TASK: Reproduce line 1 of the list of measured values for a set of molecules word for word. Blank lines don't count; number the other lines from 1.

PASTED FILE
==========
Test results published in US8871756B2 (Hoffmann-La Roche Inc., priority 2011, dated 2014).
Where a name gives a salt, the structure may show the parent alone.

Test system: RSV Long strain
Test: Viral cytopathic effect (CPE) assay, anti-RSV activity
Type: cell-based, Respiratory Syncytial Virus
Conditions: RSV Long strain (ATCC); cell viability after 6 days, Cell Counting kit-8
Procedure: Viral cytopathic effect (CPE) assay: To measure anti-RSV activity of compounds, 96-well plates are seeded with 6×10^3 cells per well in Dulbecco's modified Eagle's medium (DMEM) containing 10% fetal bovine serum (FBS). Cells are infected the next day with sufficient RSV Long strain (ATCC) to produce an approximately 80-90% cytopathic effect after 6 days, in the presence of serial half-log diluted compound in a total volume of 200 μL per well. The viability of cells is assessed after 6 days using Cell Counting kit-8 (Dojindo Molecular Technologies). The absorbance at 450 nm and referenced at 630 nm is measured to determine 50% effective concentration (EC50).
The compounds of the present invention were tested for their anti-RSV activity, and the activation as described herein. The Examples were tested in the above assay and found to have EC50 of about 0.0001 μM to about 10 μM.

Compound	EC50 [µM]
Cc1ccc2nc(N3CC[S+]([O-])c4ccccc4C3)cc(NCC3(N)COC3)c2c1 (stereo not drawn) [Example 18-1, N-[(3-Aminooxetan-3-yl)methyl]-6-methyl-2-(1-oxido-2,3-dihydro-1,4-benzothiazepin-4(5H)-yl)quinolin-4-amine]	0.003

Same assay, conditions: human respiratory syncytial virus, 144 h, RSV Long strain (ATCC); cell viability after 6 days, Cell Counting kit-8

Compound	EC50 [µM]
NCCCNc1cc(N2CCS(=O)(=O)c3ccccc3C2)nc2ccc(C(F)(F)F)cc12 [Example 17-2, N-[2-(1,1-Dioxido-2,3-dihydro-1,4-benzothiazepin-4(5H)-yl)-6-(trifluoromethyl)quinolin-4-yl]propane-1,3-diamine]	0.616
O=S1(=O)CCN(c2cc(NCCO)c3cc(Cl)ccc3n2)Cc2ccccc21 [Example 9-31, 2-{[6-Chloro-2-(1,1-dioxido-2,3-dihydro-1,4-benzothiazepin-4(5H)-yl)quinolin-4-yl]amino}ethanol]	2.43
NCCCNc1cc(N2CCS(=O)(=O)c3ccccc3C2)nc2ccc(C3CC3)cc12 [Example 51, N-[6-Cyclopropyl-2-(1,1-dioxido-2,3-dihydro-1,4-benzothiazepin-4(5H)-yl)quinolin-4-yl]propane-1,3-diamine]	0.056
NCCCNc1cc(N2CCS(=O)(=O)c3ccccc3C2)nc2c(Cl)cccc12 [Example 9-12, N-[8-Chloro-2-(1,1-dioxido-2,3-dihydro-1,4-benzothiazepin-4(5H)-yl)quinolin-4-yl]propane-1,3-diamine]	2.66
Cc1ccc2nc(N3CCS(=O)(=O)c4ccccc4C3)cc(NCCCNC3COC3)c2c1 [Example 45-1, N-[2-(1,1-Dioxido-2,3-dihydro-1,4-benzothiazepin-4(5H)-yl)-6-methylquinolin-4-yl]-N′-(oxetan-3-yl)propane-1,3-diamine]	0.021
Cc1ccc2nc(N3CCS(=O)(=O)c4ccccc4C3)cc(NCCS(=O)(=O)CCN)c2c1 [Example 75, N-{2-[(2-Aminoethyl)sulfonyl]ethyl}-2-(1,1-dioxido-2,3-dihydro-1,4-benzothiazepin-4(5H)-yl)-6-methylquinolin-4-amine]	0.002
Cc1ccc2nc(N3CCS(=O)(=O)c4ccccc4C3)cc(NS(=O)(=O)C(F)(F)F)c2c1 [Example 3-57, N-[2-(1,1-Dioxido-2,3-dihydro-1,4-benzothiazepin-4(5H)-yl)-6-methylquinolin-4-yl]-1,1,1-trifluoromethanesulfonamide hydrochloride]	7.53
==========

Test results published in US8871756B2 (Hoffmann-La Roche Inc., priority 2011, dated 2014).